For ‘The Rest is History?’, CPS are collaborating with various organizations – including interesting projects with the local newspaper (La Verdad) and an Al Jazeera talkshow – to produce a series of broadcasts. But two of their three shows in Cartagena – at MURAM (a regional modern art museum) and a recently closed prison – are flawed in the extreme. The former houses several presentations based on the constructs of vision, varying from the affecting tale of a Turkish artist born with no eyes who has baffled neurologists by producing single-point perspective paintings, to a residency programme in which visiting artists work in a darkened studio, aided by partially sighted local artists, to Erlea Maneros Zabala’s series of photos from the US media paired with diagrammatic explanations of optical illusions. It is an astonishingly undifferentiated presentation of moral, intellectual and physical blindness. At the San Antón Prison in the outskirts of the city, Thierry Geoffroy (in the guise of his buffoonish ‘artist colonialist’ alter ego) has unselfishly given over his allocated space to the excluded North African artists (though he unfortunately chose to call it ‘Penetration’). A scrawled sign welcomes ad hoc contributions from these artists, though the space lies empty. Clumsy and naïve, the project is symptomatic of much of CPS’ contribution.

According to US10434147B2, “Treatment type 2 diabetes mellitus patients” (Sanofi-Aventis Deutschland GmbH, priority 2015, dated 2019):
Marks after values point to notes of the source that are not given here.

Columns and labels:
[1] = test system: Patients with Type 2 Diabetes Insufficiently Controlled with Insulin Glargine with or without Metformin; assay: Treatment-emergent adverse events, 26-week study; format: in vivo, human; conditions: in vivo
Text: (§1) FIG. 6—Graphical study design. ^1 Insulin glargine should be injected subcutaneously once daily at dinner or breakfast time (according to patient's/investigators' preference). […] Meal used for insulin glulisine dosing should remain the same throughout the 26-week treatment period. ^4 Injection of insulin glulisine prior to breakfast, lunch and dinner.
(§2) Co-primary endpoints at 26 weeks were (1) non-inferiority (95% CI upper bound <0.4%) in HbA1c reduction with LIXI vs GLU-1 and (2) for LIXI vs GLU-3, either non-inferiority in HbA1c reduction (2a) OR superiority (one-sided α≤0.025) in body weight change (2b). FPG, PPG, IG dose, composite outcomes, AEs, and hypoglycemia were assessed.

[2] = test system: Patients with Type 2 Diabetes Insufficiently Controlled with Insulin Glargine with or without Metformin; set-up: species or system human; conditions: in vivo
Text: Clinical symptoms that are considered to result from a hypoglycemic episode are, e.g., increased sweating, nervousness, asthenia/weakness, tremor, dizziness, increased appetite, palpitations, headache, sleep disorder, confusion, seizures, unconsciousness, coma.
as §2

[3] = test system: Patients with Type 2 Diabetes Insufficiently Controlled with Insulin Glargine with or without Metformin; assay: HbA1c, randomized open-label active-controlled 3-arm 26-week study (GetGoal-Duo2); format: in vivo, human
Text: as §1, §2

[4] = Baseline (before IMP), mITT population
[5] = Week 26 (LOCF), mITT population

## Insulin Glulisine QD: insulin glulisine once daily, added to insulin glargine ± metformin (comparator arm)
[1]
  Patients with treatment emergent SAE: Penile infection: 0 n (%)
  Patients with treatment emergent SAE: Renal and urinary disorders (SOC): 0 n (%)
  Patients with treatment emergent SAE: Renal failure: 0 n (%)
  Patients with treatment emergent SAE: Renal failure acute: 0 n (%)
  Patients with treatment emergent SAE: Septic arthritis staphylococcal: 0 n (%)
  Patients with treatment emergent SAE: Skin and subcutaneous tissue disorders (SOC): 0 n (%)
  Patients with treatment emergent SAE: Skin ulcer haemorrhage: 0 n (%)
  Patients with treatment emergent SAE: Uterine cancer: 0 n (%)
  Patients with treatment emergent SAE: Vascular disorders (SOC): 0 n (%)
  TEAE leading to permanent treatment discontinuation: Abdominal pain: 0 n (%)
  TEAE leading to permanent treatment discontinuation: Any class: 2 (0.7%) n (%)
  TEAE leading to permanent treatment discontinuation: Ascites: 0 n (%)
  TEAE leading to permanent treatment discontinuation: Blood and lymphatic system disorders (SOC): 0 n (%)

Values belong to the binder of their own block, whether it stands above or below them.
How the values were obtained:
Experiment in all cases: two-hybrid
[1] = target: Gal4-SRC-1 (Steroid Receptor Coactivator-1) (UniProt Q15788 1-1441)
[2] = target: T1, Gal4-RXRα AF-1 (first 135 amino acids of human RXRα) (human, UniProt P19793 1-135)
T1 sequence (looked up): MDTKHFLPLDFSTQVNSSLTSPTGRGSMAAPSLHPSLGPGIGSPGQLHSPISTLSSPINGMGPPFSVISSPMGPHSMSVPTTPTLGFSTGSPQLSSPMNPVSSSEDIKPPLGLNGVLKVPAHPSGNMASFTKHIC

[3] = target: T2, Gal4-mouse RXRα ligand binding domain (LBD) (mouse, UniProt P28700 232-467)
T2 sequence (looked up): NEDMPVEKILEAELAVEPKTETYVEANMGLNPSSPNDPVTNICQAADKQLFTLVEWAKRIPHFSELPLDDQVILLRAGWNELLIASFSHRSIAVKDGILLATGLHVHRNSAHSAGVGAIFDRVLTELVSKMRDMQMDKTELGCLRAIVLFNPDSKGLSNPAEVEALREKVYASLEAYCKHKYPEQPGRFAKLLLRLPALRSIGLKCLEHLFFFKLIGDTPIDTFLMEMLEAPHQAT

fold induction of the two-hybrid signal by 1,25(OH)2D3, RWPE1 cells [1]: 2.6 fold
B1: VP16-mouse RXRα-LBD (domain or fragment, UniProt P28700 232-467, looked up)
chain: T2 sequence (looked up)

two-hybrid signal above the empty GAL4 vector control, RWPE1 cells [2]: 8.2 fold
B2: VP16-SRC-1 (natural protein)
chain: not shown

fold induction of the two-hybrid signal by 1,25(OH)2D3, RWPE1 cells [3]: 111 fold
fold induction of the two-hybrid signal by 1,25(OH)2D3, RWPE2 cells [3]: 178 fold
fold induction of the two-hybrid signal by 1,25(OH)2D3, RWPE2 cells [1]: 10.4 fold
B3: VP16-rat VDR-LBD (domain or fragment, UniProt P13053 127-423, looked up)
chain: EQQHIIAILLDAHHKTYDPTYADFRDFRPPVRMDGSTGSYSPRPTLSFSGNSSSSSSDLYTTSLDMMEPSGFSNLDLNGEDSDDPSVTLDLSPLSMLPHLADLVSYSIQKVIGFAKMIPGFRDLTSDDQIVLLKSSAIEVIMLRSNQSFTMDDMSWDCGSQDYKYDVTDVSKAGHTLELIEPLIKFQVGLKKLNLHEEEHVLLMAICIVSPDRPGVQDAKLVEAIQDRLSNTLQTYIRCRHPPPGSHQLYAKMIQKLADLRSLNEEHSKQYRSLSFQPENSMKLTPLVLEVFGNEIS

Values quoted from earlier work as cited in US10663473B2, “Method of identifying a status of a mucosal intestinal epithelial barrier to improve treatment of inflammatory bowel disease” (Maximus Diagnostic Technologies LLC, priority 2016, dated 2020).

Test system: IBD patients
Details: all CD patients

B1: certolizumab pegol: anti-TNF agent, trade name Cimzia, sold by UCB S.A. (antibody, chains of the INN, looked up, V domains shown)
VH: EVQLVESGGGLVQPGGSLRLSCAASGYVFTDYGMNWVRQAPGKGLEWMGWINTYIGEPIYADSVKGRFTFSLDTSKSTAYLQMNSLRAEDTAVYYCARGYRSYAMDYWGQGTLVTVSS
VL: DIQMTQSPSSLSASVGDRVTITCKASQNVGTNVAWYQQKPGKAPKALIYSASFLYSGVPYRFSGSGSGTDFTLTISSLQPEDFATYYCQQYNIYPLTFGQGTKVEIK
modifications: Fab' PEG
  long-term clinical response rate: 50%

Tranzit.org began their research process by drafting a ‘Constitution for Temporary Display’ (CTD), a series of 40 questions that they discussed extensively with the participants. Like the other collectives, they expressed doubts about the possibility of ‘dialogue’, offering instead an approach that draws possible parallels between post-colonial legacies and Tranzit’s own experiences of post-communist Europe. Much of the work here involves absurdist narratives and imperilled archives. Though their major exhibition unravels rather dismayingly across two vast former barracks in Murcia, highlights include work by Sung Hwan Kim (Manahatas Dance, 2009), The Otolith Group (Hydra Decapita, 2010), Neïl Beloufa (Kempinski, 2007), Mathieu Kleyebe Abonnenc’s search for a lost film by French director Sarah Maldoror (seized by the Algerian government in 1971) and screening of her 1969 film Monangambée, as well as Catarino Simão’s research into the Mozambique state’s film archive. Charitably speaking, Manifesta 8 is an admirable attempt to produce a biennial that is more sustained and sedimentary, in the sense that it is a cautious prelude to venturing beyond Europe’s borders. Is this enough though? The last couple of years have seen an increased level of consideration among cities about whether to host a biennial – a concern manifested in a 2009 conference in Bergen (‘To Biennial or Not to Biennial?’) and a similar 2010 convention in Falmouth, which mooted a possible Cornish bid for Manifesta. With these approaches in mind, why did the Manifesta Foundation choose to couch a research project in the conventional form of an exhibition? And why does the result still resemble a familiar, large-scale international exhibition spread among the usual pre-existing institutions and reclaimed spaces? What does this structural continuity say about the dominance of certain exhibition models? Why not imagine new forms that grow from the new sites and contexts? These are all things that Manifesta 9 will need to consider.